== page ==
One of the most prominent theories for years has been that allergies are basically an irrational “freak-out” by our body’s immune system. The theory goes that benign pollen enters the body and the immune system mistakes it for a virus or foreign invader and unleashes a powerful immune response against it. If our body is a finely tuned machine though, why would it do this? What possible benefit would be gained from our immune systems mistaking grass pollen for a parasite or virus and making us miserable as a result?
Researchers at the Yale School of Medicine think they may have the answer; allergies are not a biological mistake, but rather a vital defense to minimize the damage from noxious chemicals. As we all know, our allergies are not perfect. Studies may soon find that allergies lower the odds of dying from toxins, but a powerful, allergy-induced overreaction by the immune system can be fatal (such as anaphylaxis from a bug bite or peanut allergy). So are we better off with or without allergies?
The scientists at Yale will be performing tests on mice over the next couple of years to see what happens when you essentially remove their allergies. Their prediction is that while the mice will be spared the misery of hay fever, they will ultimately be worse off because toxic molecules, pollen, and other allergens will pass into their bodies and damage their organs and tissues.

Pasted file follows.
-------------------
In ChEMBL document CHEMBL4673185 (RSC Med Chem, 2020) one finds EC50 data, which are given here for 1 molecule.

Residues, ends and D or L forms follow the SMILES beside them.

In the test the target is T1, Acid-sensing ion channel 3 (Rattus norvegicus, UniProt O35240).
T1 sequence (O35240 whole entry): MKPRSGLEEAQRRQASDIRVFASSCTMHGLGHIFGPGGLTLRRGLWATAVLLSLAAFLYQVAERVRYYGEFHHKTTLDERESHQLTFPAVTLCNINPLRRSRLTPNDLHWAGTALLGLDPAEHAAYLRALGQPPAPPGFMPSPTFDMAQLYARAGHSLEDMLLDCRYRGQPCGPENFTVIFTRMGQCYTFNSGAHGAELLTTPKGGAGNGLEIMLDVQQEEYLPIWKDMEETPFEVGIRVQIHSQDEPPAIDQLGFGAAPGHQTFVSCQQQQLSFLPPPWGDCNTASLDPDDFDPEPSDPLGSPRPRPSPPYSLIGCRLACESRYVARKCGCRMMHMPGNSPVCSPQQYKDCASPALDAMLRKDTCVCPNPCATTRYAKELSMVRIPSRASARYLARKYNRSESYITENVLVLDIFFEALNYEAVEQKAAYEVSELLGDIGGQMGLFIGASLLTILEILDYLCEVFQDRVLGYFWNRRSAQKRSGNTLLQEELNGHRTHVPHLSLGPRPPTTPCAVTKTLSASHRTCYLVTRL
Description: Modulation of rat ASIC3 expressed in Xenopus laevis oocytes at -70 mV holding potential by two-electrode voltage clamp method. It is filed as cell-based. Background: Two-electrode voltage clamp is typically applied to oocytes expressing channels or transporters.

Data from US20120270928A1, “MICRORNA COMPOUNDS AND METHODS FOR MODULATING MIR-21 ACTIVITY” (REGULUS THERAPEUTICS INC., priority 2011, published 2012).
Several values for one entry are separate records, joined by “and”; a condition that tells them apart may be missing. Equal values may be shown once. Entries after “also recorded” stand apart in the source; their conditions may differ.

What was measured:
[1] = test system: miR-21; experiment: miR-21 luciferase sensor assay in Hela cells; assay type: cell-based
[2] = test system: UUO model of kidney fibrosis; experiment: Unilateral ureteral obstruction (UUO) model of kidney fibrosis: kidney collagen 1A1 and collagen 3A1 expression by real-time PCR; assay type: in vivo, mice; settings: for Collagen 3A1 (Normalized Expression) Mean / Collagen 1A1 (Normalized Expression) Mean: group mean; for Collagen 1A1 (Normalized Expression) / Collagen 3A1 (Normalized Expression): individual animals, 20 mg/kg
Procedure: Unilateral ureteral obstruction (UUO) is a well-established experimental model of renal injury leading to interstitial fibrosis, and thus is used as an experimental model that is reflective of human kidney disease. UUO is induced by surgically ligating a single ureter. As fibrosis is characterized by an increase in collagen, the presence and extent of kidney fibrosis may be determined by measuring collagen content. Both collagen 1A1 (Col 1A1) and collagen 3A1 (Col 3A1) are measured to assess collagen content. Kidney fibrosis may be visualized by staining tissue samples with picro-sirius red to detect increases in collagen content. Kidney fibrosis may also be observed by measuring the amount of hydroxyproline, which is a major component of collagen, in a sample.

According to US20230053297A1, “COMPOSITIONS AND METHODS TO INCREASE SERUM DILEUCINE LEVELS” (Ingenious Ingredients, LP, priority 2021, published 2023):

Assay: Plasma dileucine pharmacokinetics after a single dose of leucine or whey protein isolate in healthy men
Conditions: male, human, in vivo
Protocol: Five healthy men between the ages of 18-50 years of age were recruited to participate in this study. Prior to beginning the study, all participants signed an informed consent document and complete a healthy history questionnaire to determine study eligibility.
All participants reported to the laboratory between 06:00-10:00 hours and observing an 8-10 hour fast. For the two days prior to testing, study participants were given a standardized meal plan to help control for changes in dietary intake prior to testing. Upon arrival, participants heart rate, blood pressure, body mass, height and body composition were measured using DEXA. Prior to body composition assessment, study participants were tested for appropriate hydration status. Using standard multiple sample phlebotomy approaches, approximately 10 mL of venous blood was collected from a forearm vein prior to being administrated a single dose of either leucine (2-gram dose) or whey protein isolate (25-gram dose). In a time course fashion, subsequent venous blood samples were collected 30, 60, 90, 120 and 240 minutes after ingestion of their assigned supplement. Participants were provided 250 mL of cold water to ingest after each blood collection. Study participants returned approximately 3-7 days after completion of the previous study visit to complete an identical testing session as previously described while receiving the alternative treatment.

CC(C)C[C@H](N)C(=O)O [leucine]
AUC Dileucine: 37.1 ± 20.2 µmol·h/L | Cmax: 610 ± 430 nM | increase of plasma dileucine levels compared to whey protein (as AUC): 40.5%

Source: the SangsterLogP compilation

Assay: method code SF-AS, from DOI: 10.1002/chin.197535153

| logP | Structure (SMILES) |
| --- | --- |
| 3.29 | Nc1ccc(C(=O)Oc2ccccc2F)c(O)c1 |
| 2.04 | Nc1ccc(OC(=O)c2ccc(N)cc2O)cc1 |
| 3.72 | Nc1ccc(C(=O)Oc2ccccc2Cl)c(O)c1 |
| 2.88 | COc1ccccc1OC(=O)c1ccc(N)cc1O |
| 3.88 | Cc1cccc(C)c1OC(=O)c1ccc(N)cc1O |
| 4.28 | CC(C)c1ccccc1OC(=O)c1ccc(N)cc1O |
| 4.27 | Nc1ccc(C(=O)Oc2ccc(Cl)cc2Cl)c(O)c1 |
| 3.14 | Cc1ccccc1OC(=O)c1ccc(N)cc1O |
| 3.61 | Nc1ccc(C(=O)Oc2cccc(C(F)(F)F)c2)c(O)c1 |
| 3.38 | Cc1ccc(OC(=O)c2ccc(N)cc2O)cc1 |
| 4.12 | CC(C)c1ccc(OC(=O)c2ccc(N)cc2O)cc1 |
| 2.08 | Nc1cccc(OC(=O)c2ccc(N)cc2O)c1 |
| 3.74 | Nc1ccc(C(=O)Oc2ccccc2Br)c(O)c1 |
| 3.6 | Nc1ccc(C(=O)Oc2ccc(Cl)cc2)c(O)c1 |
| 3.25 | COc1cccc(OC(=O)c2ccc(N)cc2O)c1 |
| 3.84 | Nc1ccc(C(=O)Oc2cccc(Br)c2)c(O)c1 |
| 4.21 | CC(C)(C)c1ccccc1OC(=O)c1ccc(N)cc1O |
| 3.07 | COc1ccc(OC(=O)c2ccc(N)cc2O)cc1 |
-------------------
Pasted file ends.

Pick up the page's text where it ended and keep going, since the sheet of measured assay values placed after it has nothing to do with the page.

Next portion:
So How Do You Find Relief?
Now that we know a little more about what’s fact and what’s fiction regarding seasonal allergies, how should you go about seeking relief from your allergy symptoms? Just because local honey doesn’t work doesn’t mean that there are no effective natural solutions. There are a couple of items I’d like to share you with you because of their proven track record for both efficacy and reduced likeliness of side effects when compared to the most common pharmaceutical options.
The first is the natural antihistamine quercetin; a plant flavonoid that is both effective and far less likely to cause the side effects (such as drowsiness) associated with antihistamines like Benadryl. If you haven’t read our recent health tip on quercetin and the biological processes of allergies and histamine, I encourage you to read more about it here. While the quercetin works to keep you from feeling runny, sneezy and inflamed, Nazanol by Metagenics is a great complementary product that serves as a natural decongestant. Nazanol supports healthy nasal and respiratory functions that allow you to breathe easier and avoid the agitated and restless feelings that some people experience on pharmaceutical decongestants like Sudafed.
For some other tips on how to beat seasonal allergies naturally this spring, read our short article entitled Your Helpful Guide to Fighting Allergies. It explains how the foods you eat, the way you clean, and the pets you keep around the house all play a big role in how allergies will affect you. If you have any questions about the products or suggestions discussed here, or need help placing your order, our customer service team is standing by and ready to assist you in any way they can. You can reach them by phone at (888) 460-3091 or you can email them at:
Until next time, stay healthy!
Yours in health,
Dr. Gregg Gittins
Originally posted at Dr’s Corner – Busting the Myths Behind Seasonal Allergies